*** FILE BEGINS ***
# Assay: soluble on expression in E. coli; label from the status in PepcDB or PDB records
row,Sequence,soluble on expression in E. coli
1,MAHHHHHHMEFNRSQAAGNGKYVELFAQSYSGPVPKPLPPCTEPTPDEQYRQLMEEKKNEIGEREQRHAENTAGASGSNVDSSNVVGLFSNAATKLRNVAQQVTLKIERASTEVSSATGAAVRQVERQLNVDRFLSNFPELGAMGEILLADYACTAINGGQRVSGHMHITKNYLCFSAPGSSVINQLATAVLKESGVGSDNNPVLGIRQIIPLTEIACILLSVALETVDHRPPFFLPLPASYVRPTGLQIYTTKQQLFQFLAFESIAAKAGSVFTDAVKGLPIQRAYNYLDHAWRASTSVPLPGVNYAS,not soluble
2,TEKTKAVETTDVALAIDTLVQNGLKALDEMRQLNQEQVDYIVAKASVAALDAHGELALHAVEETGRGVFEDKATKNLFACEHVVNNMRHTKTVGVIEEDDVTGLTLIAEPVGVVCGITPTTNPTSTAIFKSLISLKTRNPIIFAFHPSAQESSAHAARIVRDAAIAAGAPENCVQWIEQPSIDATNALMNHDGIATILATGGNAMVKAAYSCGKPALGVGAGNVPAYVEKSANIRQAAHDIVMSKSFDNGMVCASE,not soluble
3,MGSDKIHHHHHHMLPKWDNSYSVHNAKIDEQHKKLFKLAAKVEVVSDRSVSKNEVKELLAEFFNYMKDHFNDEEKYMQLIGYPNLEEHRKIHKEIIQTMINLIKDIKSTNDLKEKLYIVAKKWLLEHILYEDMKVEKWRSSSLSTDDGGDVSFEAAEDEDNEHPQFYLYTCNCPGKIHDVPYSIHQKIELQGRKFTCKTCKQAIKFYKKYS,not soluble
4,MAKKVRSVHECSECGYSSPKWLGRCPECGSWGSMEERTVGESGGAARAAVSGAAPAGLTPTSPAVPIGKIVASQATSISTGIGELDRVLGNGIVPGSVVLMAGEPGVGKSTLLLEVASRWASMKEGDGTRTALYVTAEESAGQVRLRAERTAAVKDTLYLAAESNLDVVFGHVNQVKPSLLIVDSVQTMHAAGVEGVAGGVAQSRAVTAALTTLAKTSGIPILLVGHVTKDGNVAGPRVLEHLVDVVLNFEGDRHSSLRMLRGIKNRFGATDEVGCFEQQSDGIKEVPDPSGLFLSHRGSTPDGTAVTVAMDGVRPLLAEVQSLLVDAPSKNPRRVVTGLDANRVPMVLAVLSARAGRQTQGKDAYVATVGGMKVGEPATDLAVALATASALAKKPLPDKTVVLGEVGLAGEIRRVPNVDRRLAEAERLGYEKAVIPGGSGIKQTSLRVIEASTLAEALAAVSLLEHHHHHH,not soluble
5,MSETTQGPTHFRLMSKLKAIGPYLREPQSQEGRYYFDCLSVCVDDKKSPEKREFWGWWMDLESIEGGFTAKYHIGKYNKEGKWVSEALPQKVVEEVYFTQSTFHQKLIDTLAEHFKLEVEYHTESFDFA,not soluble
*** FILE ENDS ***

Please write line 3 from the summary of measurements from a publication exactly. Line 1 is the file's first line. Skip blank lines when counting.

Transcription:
1,MAHHHHHHMEFNRSQAAGNGKYVELFAQSYSGPVPKPLPPCTEPTPDEQYRQLMEEKKNEIGEREQRHAENTAGASGSNVDSSNVVGLFSNAATKLRNVAQQVTLKIERASTEVSSATGAAVRQVERQLNVDRFLSNFPELGAMGEILLADYACTAINGGQRVSGHMHITKNYLCFSAPGSSVINQLATAVLKESGVGSDNNPVLGIRQIIPLTEIACILLSVALETVDHRPPFFLPLPASYVRPTGLQIYTTKQQLFQFLAFESIAAKAGSVFTDAVKGLPIQRAYNYLDHAWRASTSVPLPGVNYAS,not soluble